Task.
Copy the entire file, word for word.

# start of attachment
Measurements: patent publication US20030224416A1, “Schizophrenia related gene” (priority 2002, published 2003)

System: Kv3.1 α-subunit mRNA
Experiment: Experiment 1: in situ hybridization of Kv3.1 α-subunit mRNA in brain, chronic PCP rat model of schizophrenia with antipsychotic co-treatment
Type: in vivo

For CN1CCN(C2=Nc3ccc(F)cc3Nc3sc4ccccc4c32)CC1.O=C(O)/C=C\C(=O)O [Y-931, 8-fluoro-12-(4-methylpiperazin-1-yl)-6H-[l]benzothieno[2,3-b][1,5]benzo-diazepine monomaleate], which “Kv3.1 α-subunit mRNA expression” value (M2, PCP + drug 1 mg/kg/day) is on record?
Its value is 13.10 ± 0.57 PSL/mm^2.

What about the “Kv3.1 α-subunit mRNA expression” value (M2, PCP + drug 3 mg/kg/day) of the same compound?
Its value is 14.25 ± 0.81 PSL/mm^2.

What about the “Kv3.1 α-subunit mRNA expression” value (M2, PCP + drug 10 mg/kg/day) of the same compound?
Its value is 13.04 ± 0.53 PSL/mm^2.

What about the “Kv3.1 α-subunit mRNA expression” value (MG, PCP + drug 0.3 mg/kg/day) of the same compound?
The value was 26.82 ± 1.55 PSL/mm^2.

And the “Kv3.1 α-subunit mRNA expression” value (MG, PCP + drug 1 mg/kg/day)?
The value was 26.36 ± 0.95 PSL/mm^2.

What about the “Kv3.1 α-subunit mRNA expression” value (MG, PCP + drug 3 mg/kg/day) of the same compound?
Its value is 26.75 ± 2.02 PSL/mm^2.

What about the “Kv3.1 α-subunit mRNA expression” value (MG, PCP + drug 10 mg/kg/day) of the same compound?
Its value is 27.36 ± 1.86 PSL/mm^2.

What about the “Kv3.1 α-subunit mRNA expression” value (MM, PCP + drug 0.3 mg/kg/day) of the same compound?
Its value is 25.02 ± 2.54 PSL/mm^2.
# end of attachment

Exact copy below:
Measurements: patent publication US20030224416A1, “Schizophrenia related gene” (priority 2002, published 2003)

System: Kv3.1 α-subunit mRNA
Experiment: Experiment 1: in situ hybridization of Kv3.1 α-subunit mRNA in brain, chronic PCP rat model of schizophrenia with antipsychotic co-treatment
Type: in vivo

For CN1CCN(C2=Nc3ccc(F)cc3Nc3sc4ccccc4c32)CC1.O=C(O)/C=C\C(=O)O [Y-931, 8-fluoro-12-(4-methylpiperazin-1-yl)-6H-[l]benzothieno[2,3-b][1,5]benzo-diazepine monomaleate], which “Kv3.1 α-subunit mRNA expression” value (M2, PCP + drug 1 mg/kg/day) is on record?
Its value is 13.10 ± 0.57 PSL/mm^2.

What about the “Kv3.1 α-subunit mRNA expression” value (M2, PCP + drug 3 mg/kg/day) of the same compound?
Its value is 14.25 ± 0.81 PSL/mm^2.

What about the “Kv3.1 α-subunit mRNA expression” value (M2, PCP + drug 10 mg/kg/day) of the same compound?
Its value is 13.04 ± 0.53 PSL/mm^2.

What about the “Kv3.1 α-subunit mRNA expression” value (MG, PCP + drug 0.3 mg/kg/day) of the same compound?
The value was 26.82 ± 1.55 PSL/mm^2.

And the “Kv3.1 α-subunit mRNA expression” value (MG, PCP + drug 1 mg/kg/day)?
The value was 26.36 ± 0.95 PSL/mm^2.

What about the “Kv3.1 α-subunit mRNA expression” value (MG, PCP + drug 3 mg/kg/day) of the same compound?
Its value is 26.75 ± 2.02 PSL/mm^2.

What about the “Kv3.1 α-subunit mRNA expression” value (MG, PCP + drug 10 mg/kg/day) of the same compound?
Its value is 27.36 ± 1.86 PSL/mm^2.

What about the “Kv3.1 α-subunit mRNA expression” value (MM, PCP + drug 0.3 mg/kg/day) of the same compound?
Its value is 25.02 ± 2.54 PSL/mm^2.